This article explores whether new policies restricting ‘competitive’ foods and beverages in schools affected the increasing rates of overweight children in California. While the authors find that the rate of increase of overweight children did decrease significantly since the policies’ implementation, the extent to which the policies contributed to this rate of decrease in childhood overweight prevalence is unclear.
‘Competitive’ Food and Beverage Policies: Are They Influencing Childhood Overweight Trends?
Differential Associations Between the Food Environment Near Schools and Childhood Overweight Across Race/Ethnicity, Gender, and Grade
This paper discusses the results of a study that tested whether the associations between franchised fast-food restaurants or convenience store density near schools and childhood overweight varied by race/ethnicity, sex, and grade. Using data for 926,018 racially/ethnically diverse children in fifth, seventh, or ninth grade in 6,362 public California schools, … More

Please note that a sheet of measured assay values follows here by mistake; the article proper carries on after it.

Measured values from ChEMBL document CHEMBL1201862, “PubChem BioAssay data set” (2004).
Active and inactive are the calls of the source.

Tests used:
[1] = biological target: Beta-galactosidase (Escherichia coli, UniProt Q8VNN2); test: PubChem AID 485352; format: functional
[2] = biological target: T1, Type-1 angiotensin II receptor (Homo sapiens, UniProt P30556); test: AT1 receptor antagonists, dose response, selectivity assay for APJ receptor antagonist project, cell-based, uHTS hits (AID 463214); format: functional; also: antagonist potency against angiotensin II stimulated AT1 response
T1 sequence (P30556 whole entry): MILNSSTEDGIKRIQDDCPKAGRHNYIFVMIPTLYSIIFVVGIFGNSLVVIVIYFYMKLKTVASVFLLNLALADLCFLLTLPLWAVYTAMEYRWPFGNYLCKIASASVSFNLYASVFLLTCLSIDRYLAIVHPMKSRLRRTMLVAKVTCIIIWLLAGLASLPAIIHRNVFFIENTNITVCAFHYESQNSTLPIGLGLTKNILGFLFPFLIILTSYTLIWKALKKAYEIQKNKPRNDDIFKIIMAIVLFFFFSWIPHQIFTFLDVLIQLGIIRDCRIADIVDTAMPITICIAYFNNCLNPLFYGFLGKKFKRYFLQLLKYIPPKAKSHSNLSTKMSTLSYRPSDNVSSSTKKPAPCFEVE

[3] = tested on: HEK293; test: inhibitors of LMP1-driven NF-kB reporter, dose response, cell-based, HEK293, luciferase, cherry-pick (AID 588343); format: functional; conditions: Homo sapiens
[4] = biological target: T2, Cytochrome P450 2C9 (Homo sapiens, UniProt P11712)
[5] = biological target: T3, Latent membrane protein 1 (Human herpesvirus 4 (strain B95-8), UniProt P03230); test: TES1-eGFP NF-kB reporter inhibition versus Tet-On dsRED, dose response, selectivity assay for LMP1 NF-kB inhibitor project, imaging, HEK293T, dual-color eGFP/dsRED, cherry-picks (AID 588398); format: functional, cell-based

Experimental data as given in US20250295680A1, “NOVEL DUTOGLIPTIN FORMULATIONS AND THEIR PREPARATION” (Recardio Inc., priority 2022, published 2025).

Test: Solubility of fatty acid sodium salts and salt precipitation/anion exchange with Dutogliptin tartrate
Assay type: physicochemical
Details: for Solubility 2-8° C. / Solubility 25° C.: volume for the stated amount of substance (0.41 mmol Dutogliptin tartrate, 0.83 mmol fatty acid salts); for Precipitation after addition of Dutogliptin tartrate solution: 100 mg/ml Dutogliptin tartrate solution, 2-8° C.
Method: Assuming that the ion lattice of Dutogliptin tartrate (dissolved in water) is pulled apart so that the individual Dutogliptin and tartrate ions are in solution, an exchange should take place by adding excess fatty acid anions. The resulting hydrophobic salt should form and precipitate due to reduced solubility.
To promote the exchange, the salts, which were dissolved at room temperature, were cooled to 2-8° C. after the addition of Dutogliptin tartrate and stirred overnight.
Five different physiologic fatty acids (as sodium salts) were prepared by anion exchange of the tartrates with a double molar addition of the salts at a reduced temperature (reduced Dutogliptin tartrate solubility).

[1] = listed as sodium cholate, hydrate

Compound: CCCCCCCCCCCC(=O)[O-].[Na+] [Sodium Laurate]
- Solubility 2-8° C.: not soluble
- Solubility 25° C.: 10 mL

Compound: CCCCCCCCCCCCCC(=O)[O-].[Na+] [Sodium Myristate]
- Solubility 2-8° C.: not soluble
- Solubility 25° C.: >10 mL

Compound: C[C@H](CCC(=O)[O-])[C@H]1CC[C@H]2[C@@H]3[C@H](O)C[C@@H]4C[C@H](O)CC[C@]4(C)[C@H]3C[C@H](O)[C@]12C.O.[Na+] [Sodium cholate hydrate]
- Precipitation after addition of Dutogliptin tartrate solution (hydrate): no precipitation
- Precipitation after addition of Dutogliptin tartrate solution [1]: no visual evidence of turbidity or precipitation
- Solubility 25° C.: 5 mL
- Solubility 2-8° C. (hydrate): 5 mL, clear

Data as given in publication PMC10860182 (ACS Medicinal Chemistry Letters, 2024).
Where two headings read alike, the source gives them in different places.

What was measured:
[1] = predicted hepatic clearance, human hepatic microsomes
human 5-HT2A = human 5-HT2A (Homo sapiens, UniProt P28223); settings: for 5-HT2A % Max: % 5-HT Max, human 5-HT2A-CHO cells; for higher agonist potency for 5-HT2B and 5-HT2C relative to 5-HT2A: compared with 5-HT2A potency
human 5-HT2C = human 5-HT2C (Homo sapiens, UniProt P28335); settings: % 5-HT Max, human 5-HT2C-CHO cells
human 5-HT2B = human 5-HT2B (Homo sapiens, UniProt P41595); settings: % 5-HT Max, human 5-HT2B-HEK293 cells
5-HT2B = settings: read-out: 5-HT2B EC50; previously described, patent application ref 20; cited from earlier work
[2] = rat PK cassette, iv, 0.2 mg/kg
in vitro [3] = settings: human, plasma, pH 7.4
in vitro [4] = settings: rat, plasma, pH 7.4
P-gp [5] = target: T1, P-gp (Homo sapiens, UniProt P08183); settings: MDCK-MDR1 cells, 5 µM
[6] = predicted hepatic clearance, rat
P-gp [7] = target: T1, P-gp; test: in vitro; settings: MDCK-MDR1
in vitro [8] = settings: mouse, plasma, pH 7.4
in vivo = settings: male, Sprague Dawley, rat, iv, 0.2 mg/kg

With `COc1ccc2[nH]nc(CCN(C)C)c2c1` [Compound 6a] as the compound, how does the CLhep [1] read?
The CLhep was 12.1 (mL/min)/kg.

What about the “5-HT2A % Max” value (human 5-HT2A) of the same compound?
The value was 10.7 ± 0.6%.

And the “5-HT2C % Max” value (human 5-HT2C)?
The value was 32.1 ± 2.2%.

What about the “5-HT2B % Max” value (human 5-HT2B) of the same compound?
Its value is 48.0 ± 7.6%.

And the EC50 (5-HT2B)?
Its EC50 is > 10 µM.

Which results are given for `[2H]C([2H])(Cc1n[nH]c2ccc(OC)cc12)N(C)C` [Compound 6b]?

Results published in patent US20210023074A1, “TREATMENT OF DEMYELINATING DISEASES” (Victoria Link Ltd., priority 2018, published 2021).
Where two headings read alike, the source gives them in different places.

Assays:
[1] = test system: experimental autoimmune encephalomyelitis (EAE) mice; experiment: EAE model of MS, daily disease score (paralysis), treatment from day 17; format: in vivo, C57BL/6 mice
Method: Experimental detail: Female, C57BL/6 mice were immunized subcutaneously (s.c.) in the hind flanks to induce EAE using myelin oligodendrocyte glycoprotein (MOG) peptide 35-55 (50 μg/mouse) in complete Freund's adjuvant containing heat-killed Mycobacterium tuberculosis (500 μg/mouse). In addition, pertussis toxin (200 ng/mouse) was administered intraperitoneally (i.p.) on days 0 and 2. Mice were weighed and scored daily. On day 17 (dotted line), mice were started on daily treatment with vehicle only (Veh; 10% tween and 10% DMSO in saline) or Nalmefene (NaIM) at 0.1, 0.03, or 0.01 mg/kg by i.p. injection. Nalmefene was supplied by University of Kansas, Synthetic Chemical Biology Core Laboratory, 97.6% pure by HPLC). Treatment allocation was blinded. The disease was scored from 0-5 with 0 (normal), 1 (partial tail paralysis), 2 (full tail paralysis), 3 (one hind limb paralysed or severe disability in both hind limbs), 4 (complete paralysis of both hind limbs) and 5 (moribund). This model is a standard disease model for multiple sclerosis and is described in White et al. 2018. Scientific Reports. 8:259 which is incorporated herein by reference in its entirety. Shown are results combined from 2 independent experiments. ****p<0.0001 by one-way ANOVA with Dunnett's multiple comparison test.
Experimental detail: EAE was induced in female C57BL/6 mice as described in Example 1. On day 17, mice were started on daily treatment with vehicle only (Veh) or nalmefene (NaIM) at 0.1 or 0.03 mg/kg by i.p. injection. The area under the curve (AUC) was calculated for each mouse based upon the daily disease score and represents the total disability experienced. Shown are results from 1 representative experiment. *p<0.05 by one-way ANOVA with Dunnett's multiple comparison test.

Evaluating the Impact of Competitive Food and Beverage Policies on Body and Weight Patterns Among California Children and Adolescents
Capitalizing on a natural experiment and existing data, this project will investigate the impact of competitive food and beverage policies on child and adolescent weight status. This work specifically includes the evaluation of the impact of competitive food and beverage policies adopted by the Los Angeles Unified School District (LAUSD) … More
The marketing of unhealthy foods to children and youth is a major public health concern. Children in the United States grow up surrounded by food and beverage marketing, which primarily promotes products with excessive amounts of added sugar, salt, and fat, and inadequate amounts of fruits, vegetables, and whole grains. … More